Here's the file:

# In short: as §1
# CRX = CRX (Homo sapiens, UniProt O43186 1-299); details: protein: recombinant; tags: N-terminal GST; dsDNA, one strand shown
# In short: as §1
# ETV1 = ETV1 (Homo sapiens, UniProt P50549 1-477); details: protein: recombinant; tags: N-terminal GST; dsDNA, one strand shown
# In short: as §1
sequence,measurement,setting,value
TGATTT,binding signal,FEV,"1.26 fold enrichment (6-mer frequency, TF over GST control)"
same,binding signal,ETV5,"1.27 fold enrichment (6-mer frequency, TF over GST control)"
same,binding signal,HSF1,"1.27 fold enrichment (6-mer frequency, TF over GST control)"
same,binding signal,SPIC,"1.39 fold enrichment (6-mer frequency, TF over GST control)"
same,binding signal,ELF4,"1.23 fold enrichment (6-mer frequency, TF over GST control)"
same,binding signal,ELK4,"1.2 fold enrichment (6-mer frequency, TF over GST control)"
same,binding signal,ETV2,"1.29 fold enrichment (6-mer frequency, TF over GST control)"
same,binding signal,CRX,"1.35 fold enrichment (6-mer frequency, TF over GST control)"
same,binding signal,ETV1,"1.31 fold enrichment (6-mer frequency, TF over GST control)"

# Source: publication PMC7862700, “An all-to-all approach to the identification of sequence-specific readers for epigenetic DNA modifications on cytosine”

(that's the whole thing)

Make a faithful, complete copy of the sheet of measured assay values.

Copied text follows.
# In short: as §1
# CRX = CRX (Homo sapiens, UniProt O43186 1-299); details: protein: recombinant; tags: N-terminal GST; dsDNA, one strand shown
# In short: as §1
# ETV1 = ETV1 (Homo sapiens, UniProt P50549 1-477); details: protein: recombinant; tags: N-terminal GST; dsDNA, one strand shown
# In short: as §1
sequence,measurement,setting,value
TGATTT,binding signal,FEV,"1.26 fold enrichment (6-mer frequency, TF over GST control)"
same,binding signal,ETV5,"1.27 fold enrichment (6-mer frequency, TF over GST control)"
same,binding signal,HSF1,"1.27 fold enrichment (6-mer frequency, TF over GST control)"
same,binding signal,SPIC,"1.39 fold enrichment (6-mer frequency, TF over GST control)"
same,binding signal,ELF4,"1.23 fold enrichment (6-mer frequency, TF over GST control)"
same,binding signal,ELK4,"1.2 fold enrichment (6-mer frequency, TF over GST control)"
same,binding signal,ETV2,"1.29 fold enrichment (6-mer frequency, TF over GST control)"
same,binding signal,CRX,"1.35 fold enrichment (6-mer frequency, TF over GST control)"
same,binding signal,ETV1,"1.31 fold enrichment (6-mer frequency, TF over GST control)"

# Source: publication PMC7862700, “An all-to-all approach to the identification of sequence-specific readers for epigenetic DNA modifications on cytosine”